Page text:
It is not easy to bend a thick steel plate to a narrow radius. There are many variables to consider, such as thickness, surface and edge conditions, and the chemical composition of the material. Plate bending (also called plate rolling) is a process in which a force is applied to the plate, causing deformation along the bending axis, thereby forcing the plate to bend at the desired angle. At the moment of bending, the material is under tension, where the material expands on the curved outer surface and compresses or shrinks inside.
After the bending force is released, the residual stress in the material will cause the plate to rebound. To compensate for springback, the plate needs to be bent to a greater angle than required. Experienced operators can calculate the expected amount of rebound based on a variety of factors, which can help speed up material construction with fewer attempts.
Normally, the plate bending is performed on the pressure brake. The bending machine contains two tools: an upper tool (called a "punch") and a lower tool (called a "die"). The board to be bent must be placed on the die and held in place, while the punch is lowered onto the board and the force applied causes it to bend. The bending angle is controlled by the depth that the punch presses the plate into the die. The most common plate bending is called V-bending, in which the punch and die tools used are V-shaped.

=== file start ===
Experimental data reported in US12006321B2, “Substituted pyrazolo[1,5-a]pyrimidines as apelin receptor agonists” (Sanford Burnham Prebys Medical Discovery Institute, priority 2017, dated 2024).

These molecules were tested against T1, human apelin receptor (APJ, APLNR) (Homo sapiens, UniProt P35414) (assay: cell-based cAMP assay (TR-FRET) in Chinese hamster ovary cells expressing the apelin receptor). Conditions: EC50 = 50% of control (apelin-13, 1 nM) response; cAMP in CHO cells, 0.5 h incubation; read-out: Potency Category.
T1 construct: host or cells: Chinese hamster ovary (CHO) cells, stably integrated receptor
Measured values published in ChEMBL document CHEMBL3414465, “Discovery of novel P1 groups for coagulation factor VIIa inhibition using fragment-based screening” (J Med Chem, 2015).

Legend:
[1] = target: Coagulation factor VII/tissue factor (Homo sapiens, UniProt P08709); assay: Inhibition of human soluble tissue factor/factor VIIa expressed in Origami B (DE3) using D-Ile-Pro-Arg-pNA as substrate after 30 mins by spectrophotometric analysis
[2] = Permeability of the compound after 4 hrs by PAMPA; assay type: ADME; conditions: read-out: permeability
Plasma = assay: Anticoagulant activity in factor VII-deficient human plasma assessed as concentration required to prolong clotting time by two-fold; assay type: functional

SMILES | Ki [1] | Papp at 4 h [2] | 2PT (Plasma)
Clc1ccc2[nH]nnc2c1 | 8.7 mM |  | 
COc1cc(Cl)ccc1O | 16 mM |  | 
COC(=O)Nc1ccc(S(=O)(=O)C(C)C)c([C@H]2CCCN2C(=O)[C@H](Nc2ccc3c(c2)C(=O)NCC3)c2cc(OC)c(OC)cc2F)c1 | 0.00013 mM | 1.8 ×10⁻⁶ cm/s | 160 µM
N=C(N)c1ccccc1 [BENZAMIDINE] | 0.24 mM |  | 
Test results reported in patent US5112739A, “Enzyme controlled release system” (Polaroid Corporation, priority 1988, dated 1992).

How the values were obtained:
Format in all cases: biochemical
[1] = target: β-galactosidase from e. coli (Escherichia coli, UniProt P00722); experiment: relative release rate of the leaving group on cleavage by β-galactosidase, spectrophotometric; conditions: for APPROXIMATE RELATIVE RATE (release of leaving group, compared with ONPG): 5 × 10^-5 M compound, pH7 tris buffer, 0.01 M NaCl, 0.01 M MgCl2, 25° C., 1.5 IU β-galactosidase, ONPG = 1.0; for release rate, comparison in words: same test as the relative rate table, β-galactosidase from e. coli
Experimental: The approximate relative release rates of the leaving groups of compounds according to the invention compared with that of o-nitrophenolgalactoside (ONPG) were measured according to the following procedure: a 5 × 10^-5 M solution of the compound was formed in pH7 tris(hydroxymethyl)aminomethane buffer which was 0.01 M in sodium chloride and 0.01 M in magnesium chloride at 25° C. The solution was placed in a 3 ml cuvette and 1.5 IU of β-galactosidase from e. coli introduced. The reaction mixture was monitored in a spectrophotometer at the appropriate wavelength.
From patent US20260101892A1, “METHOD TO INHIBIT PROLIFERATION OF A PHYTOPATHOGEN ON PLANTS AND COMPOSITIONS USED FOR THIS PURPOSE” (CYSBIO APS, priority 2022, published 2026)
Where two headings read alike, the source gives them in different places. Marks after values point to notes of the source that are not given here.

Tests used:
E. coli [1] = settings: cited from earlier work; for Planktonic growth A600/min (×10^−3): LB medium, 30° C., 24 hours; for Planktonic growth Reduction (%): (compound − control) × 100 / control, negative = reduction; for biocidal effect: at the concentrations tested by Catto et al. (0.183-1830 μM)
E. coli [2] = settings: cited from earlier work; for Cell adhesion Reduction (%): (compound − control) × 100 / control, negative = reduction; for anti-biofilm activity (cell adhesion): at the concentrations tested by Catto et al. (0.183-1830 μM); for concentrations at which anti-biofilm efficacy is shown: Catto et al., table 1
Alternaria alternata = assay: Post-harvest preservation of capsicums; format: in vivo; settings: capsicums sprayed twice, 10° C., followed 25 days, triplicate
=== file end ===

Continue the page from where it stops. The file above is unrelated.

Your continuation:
When the punch does not push the material all the way to the bottom of the mold cavity, and there is space below it, we will perform "air bending". When the punch pushes the material all the way to the bottom of the mold cavity, we have the "bottom line ". The bottoming process can better control the bending angle to reduce springback. It should also be remembered that when the bending machine bends, the thicker and harder the plate, the greater the minimum bending radius.
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